• Well you can eat it right away, but letting it simmer for another hour or so wont hurt. These days, I just let the dal cook for 6 hours and then do the tempering and eat it straight away.

  7. Wow, I tried this today and it was amazing….. I couldn’t stop eating it. And I just couldn’t get over how easy it was! I doubled the recipe, and a good thing too! I ate half of the batch myself! I’m hoping it’ll keep well and be a yummy left over. πŸ™‚ Thank you thank you!

  8. Rory Jacobs on 6 December, 2013 at 10:14 am said:

    Do you use red chile powder or chili powder (mixture of spices)?
    Is there a good substitution for red chile powder?

    • I use red chilli powder. You can use cayenne pepper or paprika. It would be slightly different (I guess milder) but should do the trick. Even subbing crushed red chili flakes should work. Sorry for the late reply. Hope it helps.

  9. Annie Philip on 29 December, 2013 at 4:14 am said:

    Could you let me know which slow cooker you use including the size? I would really appreciate that??

  10. Christine on 30 January, 2014 at 7:04 am said:

    I could only find pigeon peas (NOT split).. Will they work??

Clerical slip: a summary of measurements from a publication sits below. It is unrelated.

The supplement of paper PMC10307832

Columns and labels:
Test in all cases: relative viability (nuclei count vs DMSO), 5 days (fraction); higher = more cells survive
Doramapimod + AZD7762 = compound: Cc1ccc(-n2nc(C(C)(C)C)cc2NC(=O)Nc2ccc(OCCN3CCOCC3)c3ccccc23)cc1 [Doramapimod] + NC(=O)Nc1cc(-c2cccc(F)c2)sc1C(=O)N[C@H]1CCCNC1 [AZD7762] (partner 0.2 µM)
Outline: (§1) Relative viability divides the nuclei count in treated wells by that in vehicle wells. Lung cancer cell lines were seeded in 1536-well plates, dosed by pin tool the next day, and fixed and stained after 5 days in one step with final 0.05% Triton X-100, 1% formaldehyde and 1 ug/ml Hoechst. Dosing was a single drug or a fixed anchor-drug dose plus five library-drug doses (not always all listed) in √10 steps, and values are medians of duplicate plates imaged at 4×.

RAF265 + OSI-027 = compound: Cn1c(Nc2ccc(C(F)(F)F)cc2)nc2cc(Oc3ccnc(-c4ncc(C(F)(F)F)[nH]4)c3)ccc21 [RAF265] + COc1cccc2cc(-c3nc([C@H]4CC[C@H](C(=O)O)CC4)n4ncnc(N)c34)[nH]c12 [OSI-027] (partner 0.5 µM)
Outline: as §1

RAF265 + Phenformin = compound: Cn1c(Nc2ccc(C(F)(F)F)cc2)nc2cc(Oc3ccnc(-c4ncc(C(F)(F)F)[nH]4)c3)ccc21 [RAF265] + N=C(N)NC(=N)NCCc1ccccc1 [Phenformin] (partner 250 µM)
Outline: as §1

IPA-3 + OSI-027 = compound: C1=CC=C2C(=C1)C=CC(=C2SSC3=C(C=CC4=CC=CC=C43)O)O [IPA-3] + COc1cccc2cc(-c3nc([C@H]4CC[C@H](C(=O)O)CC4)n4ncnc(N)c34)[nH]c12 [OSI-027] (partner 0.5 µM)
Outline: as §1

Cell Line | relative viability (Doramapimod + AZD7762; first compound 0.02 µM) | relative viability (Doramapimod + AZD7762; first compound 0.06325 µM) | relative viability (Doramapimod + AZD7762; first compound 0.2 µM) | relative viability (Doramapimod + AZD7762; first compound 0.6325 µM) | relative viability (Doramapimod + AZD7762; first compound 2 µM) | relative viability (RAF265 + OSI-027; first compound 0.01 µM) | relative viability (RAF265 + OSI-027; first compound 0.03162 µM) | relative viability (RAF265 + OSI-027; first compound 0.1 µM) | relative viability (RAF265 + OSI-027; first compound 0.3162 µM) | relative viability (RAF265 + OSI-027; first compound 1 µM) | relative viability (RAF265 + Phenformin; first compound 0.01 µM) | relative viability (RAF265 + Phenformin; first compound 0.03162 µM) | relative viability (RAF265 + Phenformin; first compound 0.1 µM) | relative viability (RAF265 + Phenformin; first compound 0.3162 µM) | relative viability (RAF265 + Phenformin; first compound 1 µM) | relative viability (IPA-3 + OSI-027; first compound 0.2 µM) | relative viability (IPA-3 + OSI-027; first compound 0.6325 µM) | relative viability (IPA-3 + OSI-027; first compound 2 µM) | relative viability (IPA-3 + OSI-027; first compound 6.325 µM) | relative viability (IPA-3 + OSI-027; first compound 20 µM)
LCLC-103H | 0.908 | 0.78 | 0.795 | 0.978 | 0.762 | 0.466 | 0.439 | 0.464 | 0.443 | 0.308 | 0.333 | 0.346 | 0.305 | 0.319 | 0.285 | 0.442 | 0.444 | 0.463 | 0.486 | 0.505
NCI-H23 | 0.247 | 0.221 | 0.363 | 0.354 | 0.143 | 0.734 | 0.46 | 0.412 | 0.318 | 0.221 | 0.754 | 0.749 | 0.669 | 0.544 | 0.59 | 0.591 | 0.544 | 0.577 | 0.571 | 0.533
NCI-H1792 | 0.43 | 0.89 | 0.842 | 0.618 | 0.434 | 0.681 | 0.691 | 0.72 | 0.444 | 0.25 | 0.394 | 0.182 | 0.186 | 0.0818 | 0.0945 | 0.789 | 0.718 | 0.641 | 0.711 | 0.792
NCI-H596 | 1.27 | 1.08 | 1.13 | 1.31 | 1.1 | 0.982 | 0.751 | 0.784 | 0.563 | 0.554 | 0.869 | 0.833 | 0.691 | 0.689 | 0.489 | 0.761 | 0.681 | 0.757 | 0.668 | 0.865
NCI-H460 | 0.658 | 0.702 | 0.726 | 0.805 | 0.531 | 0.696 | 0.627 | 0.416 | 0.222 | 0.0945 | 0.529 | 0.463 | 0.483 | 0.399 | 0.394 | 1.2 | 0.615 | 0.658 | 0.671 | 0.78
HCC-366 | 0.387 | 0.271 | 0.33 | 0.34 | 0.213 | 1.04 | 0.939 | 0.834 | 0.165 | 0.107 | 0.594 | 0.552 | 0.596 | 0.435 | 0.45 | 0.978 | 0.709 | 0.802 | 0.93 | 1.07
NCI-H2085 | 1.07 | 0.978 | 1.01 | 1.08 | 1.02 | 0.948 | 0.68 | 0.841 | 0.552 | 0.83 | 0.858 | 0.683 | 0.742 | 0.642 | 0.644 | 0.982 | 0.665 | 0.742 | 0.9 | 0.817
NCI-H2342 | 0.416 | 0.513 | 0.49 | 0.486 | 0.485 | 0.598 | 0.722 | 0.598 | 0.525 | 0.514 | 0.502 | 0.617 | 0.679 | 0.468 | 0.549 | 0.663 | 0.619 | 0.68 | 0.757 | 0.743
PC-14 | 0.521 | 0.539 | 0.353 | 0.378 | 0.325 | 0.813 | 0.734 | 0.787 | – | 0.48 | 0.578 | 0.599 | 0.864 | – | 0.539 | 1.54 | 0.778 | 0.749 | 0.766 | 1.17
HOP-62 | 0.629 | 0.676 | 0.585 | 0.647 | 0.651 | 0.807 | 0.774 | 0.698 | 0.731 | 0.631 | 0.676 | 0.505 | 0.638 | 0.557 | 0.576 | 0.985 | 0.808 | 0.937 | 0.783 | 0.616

Or do I need to pre-soak them??
    Can’t wait to make this!

  11. I know it has been a while since this recipe was posted, but I have used this a couple of times. Frying the spices and then adding it to the dhal is amazing!! Just adds that extra layer to the flavour.

    I cheated the third time as I was in a hurry and I used red lentils and I cooked it on the hob. Worked perfectly!

    Thank you πŸ™‚

    • Glad to know that you enjoyed the recipe, Lucy! Yes tempering spices does lend to a wonderful flavor and thanks for letting everyone know the recipe works great with red lentils and on the hob equally well.

  12. Just wanted to tell you that we tried this recipe yesterday and loved it! Thank you so much for sharing. I love the way it makes my house smell too.
    Dianna recently posted..How I’m survivingMy Profile